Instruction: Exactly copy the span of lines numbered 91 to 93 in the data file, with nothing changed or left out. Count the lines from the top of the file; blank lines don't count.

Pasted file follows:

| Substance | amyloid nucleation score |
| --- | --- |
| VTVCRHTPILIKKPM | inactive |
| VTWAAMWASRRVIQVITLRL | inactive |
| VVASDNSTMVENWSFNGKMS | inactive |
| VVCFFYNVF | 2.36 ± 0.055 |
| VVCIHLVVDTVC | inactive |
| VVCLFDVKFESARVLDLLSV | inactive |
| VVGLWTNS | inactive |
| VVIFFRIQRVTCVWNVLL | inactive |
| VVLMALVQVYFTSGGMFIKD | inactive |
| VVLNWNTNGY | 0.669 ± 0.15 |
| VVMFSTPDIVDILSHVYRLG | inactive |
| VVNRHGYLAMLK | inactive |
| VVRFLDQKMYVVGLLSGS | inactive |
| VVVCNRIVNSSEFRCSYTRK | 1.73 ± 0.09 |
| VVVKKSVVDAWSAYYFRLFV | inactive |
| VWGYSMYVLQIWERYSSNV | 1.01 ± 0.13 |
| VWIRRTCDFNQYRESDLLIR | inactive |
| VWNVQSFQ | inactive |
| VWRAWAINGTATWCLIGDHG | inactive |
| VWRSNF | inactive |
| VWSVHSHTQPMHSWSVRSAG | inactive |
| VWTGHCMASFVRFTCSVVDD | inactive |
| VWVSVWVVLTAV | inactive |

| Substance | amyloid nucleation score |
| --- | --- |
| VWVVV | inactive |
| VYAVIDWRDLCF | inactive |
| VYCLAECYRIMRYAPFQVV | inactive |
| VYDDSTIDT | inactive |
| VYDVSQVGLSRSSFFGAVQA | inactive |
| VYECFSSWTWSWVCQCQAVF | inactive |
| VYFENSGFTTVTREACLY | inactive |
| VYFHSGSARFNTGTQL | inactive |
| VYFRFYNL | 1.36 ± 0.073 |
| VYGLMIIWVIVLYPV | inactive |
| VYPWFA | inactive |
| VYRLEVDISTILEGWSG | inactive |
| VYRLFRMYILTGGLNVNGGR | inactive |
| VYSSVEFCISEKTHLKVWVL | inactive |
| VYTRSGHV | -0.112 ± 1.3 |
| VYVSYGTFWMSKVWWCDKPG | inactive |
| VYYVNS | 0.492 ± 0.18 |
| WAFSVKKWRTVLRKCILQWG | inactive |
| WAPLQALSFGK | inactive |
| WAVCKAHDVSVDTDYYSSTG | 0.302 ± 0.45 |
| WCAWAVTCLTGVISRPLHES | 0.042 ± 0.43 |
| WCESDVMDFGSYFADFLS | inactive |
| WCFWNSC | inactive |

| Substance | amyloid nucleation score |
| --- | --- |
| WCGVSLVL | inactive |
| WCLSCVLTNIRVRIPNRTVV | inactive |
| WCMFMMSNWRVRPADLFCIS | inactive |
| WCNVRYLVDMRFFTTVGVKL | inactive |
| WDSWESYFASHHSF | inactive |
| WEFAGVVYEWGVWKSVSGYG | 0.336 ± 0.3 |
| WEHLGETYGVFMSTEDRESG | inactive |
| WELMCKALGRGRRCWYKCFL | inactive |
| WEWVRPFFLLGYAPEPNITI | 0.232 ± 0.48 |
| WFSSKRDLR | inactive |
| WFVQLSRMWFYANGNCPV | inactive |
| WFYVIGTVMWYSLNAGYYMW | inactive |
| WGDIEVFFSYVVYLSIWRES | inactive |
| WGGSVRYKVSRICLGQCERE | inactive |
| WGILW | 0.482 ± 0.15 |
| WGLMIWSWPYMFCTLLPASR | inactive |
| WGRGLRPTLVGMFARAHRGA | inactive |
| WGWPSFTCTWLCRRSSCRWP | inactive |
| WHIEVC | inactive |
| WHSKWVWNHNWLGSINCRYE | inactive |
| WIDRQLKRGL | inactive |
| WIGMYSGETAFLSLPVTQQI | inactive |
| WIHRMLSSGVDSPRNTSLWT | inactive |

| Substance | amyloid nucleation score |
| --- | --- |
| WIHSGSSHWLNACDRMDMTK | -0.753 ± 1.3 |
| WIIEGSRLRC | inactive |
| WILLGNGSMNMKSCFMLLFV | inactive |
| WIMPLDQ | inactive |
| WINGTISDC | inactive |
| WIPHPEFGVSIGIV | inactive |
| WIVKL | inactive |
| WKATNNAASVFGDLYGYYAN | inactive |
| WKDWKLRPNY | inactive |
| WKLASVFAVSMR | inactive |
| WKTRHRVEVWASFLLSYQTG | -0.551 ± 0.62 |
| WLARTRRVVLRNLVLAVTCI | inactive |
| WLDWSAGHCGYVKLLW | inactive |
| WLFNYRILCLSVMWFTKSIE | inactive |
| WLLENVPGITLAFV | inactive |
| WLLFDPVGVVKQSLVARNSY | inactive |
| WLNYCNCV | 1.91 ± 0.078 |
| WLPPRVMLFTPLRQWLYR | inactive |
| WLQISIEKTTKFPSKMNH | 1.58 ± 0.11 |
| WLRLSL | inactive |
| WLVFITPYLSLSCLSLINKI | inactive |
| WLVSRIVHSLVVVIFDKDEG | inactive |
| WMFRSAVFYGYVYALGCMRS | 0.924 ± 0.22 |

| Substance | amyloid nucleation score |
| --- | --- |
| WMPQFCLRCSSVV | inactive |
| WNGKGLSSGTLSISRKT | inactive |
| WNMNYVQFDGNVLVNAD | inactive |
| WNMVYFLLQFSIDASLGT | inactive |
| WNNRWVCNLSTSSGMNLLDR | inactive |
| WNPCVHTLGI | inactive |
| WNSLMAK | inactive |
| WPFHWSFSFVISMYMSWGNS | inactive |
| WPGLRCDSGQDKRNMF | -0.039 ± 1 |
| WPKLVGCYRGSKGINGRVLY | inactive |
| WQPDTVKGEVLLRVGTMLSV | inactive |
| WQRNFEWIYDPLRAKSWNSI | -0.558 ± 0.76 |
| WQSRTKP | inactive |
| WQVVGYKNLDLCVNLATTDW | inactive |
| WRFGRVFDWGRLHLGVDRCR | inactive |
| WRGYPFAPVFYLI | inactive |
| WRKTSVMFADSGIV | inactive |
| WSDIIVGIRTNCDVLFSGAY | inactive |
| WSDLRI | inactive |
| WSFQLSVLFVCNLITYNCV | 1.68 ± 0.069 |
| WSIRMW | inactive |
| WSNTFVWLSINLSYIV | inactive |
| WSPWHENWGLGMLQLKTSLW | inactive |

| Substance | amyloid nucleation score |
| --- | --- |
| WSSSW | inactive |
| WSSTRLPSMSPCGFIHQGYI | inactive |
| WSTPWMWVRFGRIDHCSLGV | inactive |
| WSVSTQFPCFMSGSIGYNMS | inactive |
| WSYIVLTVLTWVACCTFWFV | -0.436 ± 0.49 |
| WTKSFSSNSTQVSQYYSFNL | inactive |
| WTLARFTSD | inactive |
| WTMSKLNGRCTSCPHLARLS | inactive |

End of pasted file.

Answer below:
| WLFNYRILCLSVMWFTKSIE | inactive |
| WLLENVPGITLAFV | inactive |
| WLLFDPVGVVKQSLVARNSY | inactive |